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Diagnosis and management of interstitial lung disease.

Meyer KC - Transl Respir Med (2014)

Bottom Line: When patients are evaluated for suspected ILD, an accurate diagnosis of the specific form of ILD that a patient has developed must be made to provide the patient with useful prognostic information and to formulate an appropriate management plan that can relieve symptoms and restore or significantly improve quality of life.If treatment is indicated, many forms of ILD can respond significantly to immunosuppressive anti-inflammatory therapies.Finally, lung transplantation is an option for patients with progressive, advanced disease that does not respond to other therapies, but only a relatively small subset of patients with end-stage ILD are able to meet wait listing requirements and eventually undergo successful lung transplantation.

View Article: PubMed Central - PubMed

Affiliation: Department of Medicine, University of Wisconsin School of Medicine and Public Health, Madison, Wisconsin USA.

ABSTRACT
The complex tasks of making a confident diagnosis of a specific form of interstitial lung disease (ILD) and formulating a patient-centered, personalized management plan in an attempt to achieve remission or stabilization of the disease process can pose formidable challenges to clinicians. When patients are evaluated for suspected ILD, an accurate diagnosis of the specific form of ILD that a patient has developed must be made to provide the patient with useful prognostic information and to formulate an appropriate management plan that can relieve symptoms and restore or significantly improve quality of life. A well-performed patient history and physical examination provides invaluable information that can be combined with appropriate laboratory testing, imaging, and, if needed, tissue biopsy to reach a confident ILD diagnosis, and high-resolution computed tomography (HRCT) of the thorax is usually a key component of the diagnostic evaluation. If treatment is indicated, many forms of ILD can respond significantly to immunosuppressive anti-inflammatory therapies. However, ILD accompanied by extensive fibrosis may be difficult to treat, and the identification of an effective pharmacologic therapy for idiopathic pulmonary fibrosis (IPF) has remained elusive despite the completion of many phase 3 clinical trials over the past decade. Nonetheless, patients with IPF or advanced forms of non-IPF ILD can benefit significantly from detection and treatment of various co-morbid conditions that are often found in patients (especially the elderly patient), and supportive care (oxygen therapy, pulmonary rehabilitation) can have a beneficial impact on quality of life and symptom palliation. Finally, lung transplantation is an option for patients with progressive, advanced disease that does not respond to other therapies, but only a relatively small subset of patients with end-stage ILD are able to meet wait listing requirements and eventually undergo successful lung transplantation.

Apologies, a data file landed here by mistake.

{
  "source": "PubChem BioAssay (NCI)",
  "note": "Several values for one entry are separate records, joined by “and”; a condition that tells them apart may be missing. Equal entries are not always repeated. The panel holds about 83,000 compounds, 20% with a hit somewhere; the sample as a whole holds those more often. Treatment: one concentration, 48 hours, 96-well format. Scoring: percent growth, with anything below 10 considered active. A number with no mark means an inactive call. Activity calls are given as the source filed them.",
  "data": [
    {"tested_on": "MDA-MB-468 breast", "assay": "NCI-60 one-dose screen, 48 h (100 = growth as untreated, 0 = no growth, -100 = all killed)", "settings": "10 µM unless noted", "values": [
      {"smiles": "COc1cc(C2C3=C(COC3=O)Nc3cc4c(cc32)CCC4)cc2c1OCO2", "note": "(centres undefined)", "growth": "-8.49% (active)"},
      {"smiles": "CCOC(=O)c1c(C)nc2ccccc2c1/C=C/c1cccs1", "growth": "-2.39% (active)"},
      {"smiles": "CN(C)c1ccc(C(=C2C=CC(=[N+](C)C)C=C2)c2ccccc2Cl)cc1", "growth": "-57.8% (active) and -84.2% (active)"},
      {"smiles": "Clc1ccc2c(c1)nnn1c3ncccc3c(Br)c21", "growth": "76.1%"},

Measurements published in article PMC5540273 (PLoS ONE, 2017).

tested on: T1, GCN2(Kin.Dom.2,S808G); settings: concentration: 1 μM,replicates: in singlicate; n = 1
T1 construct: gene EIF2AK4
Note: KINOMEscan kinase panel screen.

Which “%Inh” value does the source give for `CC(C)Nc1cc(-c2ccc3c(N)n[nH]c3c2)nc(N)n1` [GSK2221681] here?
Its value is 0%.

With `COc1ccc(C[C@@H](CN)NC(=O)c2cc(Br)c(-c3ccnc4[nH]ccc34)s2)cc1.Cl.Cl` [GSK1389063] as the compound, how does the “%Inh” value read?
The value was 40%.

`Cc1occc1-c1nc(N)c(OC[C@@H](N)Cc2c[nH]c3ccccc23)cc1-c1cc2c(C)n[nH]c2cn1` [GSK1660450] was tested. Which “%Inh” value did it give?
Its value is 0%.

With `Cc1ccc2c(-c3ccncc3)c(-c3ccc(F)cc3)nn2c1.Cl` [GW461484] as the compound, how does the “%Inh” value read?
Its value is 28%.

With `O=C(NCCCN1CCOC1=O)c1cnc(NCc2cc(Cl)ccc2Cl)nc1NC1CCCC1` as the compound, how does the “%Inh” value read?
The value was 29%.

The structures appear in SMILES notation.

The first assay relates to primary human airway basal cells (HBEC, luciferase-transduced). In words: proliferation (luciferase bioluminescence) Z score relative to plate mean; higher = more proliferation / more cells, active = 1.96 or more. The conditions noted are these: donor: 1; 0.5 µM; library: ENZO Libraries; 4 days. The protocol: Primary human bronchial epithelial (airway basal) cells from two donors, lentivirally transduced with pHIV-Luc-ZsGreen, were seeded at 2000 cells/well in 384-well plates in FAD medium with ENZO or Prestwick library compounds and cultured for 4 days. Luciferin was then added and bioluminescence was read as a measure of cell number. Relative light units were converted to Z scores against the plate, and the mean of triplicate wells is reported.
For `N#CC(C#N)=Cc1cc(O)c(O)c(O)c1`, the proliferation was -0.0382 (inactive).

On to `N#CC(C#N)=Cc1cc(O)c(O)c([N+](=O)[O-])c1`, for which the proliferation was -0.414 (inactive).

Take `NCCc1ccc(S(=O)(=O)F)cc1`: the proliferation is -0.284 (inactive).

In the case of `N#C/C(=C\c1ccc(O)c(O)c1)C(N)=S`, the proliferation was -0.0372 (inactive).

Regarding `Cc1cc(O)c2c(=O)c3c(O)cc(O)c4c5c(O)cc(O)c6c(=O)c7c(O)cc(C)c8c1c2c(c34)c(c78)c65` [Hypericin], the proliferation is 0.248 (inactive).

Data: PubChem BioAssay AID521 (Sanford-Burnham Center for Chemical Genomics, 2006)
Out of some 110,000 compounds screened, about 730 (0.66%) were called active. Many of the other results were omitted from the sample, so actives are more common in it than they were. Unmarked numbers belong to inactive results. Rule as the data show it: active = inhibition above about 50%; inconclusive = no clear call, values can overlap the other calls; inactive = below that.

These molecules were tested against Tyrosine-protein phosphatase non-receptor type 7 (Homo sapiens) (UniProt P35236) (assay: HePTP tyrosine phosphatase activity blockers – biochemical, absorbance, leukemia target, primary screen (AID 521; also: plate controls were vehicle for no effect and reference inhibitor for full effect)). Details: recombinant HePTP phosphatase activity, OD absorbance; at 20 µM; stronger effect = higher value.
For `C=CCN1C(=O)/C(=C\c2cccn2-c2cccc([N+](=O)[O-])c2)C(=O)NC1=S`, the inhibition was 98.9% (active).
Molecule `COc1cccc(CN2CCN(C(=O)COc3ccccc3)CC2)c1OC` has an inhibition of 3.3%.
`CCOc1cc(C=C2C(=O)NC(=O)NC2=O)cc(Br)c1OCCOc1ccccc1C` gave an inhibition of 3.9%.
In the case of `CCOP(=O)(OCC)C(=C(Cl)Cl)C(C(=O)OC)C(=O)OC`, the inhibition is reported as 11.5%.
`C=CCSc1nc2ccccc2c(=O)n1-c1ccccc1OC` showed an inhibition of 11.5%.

No MeSH data available.


Related in: MedlinePlus

Suggested approach to the diagnosis of ILD. Abbreviations: BAL = bronchoalveolar lavage fluid; HRCT-high-resolution computed tomography; ILD = interstitial lung disease; VATS = video-assisted thorascopic surgery.
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Fig2: Suggested approach to the diagnosis of ILD. Abbreviations: BAL = bronchoalveolar lavage fluid; HRCT-high-resolution computed tomography; ILD = interstitial lung disease; VATS = video-assisted thorascopic surgery.

Mentions: Bronchoscopy and/or surgical lung biopsy may be required to make a confident diagnosis of a specific ILD (FigureĀ 2). Bronchoscopy is generally a very safe procedure if performed by an experienced bronchoscopist [6], and the most serious potential complications are pneumothorax or excessive bleeding that may occur as a consequence of transbronchial biopsy (TBLBx). Bronchoalveolar lavage (BAL) can be readily performed, and the recently published, ATS Task Force Report on BAL for the diagnosis of ILD recommends using recently obtained HRCT imaging to choose an appropriate segment of the lung in which to perform BAL from a wedge position [7]. The right middle lobe or lingula of the left upper lobe are likely the best regions to perform lavage when diffuse disease is present, and areas with ground-glass opacification or profuse nodular change are more likely to provide useful diagnostic information (e.g. differential cell count of nucleated immune cells) than areas with extensive fibrosis. In addition to total and differential BAL cell counts, BAL fluid and sediment can be analyzed for infection or the presence of malignant cells, and the gross appearance of freshly retrieved BAL fluid may provide diagnosistic information (e.g. progressively increasing blood in sequential aliquots that is seen with diffuse alveolar hemorrhage or white-tan discoloration of the BAL fluid with rapidly settling tan sediment [due to gravity] that can be seen with pulmonary alveolar proteinosis). Significant BAL lymphocytosis or eosinophilia may provide strong support for a specific diagnosis when combined with imaging and clinical data, but routine determination of BAL lymphocyte subsets is unlikely to provide additional useful information [7, 8].Figure 2